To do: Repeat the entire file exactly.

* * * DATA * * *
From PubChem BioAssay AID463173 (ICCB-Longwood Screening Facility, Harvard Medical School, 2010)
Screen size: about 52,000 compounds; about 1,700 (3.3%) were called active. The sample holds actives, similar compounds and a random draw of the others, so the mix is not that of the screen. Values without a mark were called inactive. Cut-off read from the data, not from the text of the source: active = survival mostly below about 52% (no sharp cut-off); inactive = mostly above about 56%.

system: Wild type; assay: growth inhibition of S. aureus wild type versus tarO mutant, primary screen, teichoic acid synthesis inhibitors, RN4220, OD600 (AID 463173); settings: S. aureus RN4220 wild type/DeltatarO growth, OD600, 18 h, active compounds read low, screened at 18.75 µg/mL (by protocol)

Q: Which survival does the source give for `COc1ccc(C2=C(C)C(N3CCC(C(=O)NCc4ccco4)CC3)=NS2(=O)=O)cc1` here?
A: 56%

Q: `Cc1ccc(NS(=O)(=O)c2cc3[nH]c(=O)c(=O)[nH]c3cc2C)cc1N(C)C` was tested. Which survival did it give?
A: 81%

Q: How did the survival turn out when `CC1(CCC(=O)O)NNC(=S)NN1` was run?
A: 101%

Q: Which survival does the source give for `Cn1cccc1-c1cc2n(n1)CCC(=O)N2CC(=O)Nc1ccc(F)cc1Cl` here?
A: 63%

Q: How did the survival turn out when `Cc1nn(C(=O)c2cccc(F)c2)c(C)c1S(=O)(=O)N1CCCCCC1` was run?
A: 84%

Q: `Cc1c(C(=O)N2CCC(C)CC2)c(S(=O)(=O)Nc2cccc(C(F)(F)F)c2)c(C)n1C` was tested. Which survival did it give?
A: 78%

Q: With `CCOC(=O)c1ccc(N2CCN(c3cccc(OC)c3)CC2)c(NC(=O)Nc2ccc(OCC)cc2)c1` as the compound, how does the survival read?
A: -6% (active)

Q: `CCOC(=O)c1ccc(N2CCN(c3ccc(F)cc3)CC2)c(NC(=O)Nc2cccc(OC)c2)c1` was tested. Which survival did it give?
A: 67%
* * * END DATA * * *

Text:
From PubChem BioAssay AID463173 (ICCB-Longwood Screening Facility, Harvard Medical School, 2010)
Screen size: about 52,000 compounds; about 1,700 (3.3%) were called active. The sample holds actives, similar compounds and a random draw of the others, so the mix is not that of the screen. Values without a mark were called inactive. Cut-off read from the data, not from the text of the source: active = survival mostly below about 52% (no sharp cut-off); inactive = mostly above about 56%.

system: Wild type; assay: growth inhibition of S. aureus wild type versus tarO mutant, primary screen, teichoic acid synthesis inhibitors, RN4220, OD600 (AID 463173); settings: S. aureus RN4220 wild type/DeltatarO growth, OD600, 18 h, active compounds read low, screened at 18.75 µg/mL (by protocol)

Q: Which survival does the source give for `COc1ccc(C2=C(C)C(N3CCC(C(=O)NCc4ccco4)CC3)=NS2(=O)=O)cc1` here?
A: 56%

Q: `Cc1ccc(NS(=O)(=O)c2cc3[nH]c(=O)c(=O)[nH]c3cc2C)cc1N(C)C` was tested. Which survival did it give?
A: 81%

Q: How did the survival turn out when `CC1(CCC(=O)O)NNC(=S)NN1` was run?
A: 101%

Q: Which survival does the source give for `Cn1cccc1-c1cc2n(n1)CCC(=O)N2CC(=O)Nc1ccc(F)cc1Cl` here?
A: 63%

Q: How did the survival turn out when `Cc1nn(C(=O)c2cccc(F)c2)c(C)c1S(=O)(=O)N1CCCCCC1` was run?
A: 84%

Q: `Cc1c(C(=O)N2CCC(C)CC2)c(S(=O)(=O)Nc2cccc(C(F)(F)F)c2)c(C)n1C` was tested. Which survival did it give?
A: 78%

Q: With `CCOC(=O)c1ccc(N2CCN(c3cccc(OC)c3)CC2)c(NC(=O)Nc2ccc(OCC)cc2)c1` as the compound, how does the survival read?
A: -6% (active)

Q: `CCOC(=O)c1ccc(N2CCN(c3ccc(F)cc3)CC2)c(NC(=O)Nc2cccc(OC)c2)c1` was tested. Which survival did it give?
A: 67%